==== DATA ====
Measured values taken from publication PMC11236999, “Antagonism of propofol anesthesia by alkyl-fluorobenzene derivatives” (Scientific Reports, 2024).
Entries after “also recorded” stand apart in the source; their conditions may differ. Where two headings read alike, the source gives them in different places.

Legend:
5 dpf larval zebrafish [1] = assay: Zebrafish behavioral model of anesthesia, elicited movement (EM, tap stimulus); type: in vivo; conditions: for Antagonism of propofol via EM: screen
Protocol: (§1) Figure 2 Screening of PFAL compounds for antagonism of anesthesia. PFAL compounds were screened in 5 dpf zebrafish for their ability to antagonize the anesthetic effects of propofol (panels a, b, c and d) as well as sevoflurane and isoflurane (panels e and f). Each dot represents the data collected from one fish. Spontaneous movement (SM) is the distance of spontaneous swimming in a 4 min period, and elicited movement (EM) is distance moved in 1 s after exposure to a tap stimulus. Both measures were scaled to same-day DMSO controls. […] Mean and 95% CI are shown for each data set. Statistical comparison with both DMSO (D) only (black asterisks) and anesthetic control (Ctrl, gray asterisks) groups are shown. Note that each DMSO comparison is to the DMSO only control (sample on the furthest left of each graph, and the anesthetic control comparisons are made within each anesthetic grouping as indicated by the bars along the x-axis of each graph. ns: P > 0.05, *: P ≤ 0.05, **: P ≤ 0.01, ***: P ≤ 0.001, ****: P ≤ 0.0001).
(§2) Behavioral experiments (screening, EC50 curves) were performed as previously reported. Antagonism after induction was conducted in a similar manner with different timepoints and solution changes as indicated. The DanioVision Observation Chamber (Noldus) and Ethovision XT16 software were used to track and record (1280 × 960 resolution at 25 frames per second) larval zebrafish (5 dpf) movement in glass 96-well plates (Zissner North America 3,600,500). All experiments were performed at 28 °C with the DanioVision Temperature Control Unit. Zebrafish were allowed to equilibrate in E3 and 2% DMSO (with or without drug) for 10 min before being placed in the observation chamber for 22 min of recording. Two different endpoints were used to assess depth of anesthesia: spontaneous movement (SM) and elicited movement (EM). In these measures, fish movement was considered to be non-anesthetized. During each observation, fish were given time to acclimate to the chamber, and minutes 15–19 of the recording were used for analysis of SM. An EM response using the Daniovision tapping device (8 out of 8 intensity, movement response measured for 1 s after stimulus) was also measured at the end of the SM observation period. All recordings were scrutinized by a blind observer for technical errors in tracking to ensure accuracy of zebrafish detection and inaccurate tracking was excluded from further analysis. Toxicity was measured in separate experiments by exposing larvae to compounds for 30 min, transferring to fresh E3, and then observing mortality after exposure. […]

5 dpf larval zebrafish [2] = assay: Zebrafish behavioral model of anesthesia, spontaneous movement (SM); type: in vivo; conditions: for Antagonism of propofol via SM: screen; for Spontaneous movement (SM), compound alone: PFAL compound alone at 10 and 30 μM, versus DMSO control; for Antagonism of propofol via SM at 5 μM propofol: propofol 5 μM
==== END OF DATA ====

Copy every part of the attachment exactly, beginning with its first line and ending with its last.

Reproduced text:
Measured values taken from publication PMC11236999, “Antagonism of propofol anesthesia by alkyl-fluorobenzene derivatives” (Scientific Reports, 2024).
Entries after “also recorded” stand apart in the source; their conditions may differ. Where two headings read alike, the source gives them in different places.

Legend:
5 dpf larval zebrafish [1] = assay: Zebrafish behavioral model of anesthesia, elicited movement (EM, tap stimulus); type: in vivo; conditions: for Antagonism of propofol via EM: screen
Protocol: (§1) Figure 2 Screening of PFAL compounds for antagonism of anesthesia. PFAL compounds were screened in 5 dpf zebrafish for their ability to antagonize the anesthetic effects of propofol (panels a, b, c and d) as well as sevoflurane and isoflurane (panels e and f). Each dot represents the data collected from one fish. Spontaneous movement (SM) is the distance of spontaneous swimming in a 4 min period, and elicited movement (EM) is distance moved in 1 s after exposure to a tap stimulus. Both measures were scaled to same-day DMSO controls. […] Mean and 95% CI are shown for each data set. Statistical comparison with both DMSO (D) only (black asterisks) and anesthetic control (Ctrl, gray asterisks) groups are shown. Note that each DMSO comparison is to the DMSO only control (sample on the furthest left of each graph, and the anesthetic control comparisons are made within each anesthetic grouping as indicated by the bars along the x-axis of each graph. ns: P > 0.05, *: P ≤ 0.05, **: P ≤ 0.01, ***: P ≤ 0.001, ****: P ≤ 0.0001).
(§2) Behavioral experiments (screening, EC50 curves) were performed as previously reported. Antagonism after induction was conducted in a similar manner with different timepoints and solution changes as indicated. The DanioVision Observation Chamber (Noldus) and Ethovision XT16 software were used to track and record (1280 × 960 resolution at 25 frames per second) larval zebrafish (5 dpf) movement in glass 96-well plates (Zissner North America 3,600,500). All experiments were performed at 28 °C with the DanioVision Temperature Control Unit. Zebrafish were allowed to equilibrate in E3 and 2% DMSO (with or without drug) for 10 min before being placed in the observation chamber for 22 min of recording. Two different endpoints were used to assess depth of anesthesia: spontaneous movement (SM) and elicited movement (EM). In these measures, fish movement was considered to be non-anesthetized. During each observation, fish were given time to acclimate to the chamber, and minutes 15–19 of the recording were used for analysis of SM. An EM response using the Daniovision tapping device (8 out of 8 intensity, movement response measured for 1 s after stimulus) was also measured at the end of the SM observation period. All recordings were scrutinized by a blind observer for technical errors in tracking to ensure accuracy of zebrafish detection and inaccurate tracking was excluded from further analysis. Toxicity was measured in separate experiments by exposing larvae to compounds for 30 min, transferring to fresh E3, and then observing mortality after exposure. […]

5 dpf larval zebrafish [2] = assay: Zebrafish behavioral model of anesthesia, spontaneous movement (SM); type: in vivo; conditions: for Antagonism of propofol via SM: screen; for Spontaneous movement (SM), compound alone: PFAL compound alone at 10 and 30 μM, versus DMSO control; for Antagonism of propofol via SM at 5 μM propofol: propofol 5 μM